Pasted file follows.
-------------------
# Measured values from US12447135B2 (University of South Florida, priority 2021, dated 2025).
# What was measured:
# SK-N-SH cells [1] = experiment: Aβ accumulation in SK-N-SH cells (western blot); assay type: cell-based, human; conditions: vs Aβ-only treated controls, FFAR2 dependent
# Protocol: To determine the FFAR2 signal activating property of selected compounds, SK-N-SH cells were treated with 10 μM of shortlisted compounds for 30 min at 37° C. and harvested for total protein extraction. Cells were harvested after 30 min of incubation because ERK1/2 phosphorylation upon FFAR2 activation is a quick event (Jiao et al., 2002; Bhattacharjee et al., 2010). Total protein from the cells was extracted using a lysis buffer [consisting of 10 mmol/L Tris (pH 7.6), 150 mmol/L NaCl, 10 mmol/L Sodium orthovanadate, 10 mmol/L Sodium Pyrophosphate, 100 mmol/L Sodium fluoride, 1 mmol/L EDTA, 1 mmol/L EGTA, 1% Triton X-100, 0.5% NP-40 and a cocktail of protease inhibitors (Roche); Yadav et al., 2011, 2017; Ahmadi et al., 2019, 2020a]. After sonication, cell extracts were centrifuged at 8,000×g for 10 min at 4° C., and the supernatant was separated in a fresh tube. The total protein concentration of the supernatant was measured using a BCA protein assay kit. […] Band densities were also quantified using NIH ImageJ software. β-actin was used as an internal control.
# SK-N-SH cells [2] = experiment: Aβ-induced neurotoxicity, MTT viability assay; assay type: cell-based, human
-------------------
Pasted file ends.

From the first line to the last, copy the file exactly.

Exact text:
# Measured values from US12447135B2 (University of South Florida, priority 2021, dated 2025).
# What was measured:
# SK-N-SH cells [1] = experiment: Aβ accumulation in SK-N-SH cells (western blot); assay type: cell-based, human; conditions: vs Aβ-only treated controls, FFAR2 dependent
# Protocol: To determine the FFAR2 signal activating property of selected compounds, SK-N-SH cells were treated with 10 μM of shortlisted compounds for 30 min at 37° C. and harvested for total protein extraction. Cells were harvested after 30 min of incubation because ERK1/2 phosphorylation upon FFAR2 activation is a quick event (Jiao et al., 2002; Bhattacharjee et al., 2010). Total protein from the cells was extracted using a lysis buffer [consisting of 10 mmol/L Tris (pH 7.6), 150 mmol/L NaCl, 10 mmol/L Sodium orthovanadate, 10 mmol/L Sodium Pyrophosphate, 100 mmol/L Sodium fluoride, 1 mmol/L EDTA, 1 mmol/L EGTA, 1% Triton X-100, 0.5% NP-40 and a cocktail of protease inhibitors (Roche); Yadav et al., 2011, 2017; Ahmadi et al., 2019, 2020a]. After sonication, cell extracts were centrifuged at 8,000×g for 10 min at 4° C., and the supernatant was separated in a fresh tube. The total protein concentration of the supernatant was measured using a BCA protein assay kit. […] Band densities were also quantified using NIH ImageJ software. β-actin was used as an internal control.
# SK-N-SH cells [2] = experiment: Aβ-induced neurotoxicity, MTT viability assay; assay type: cell-based, human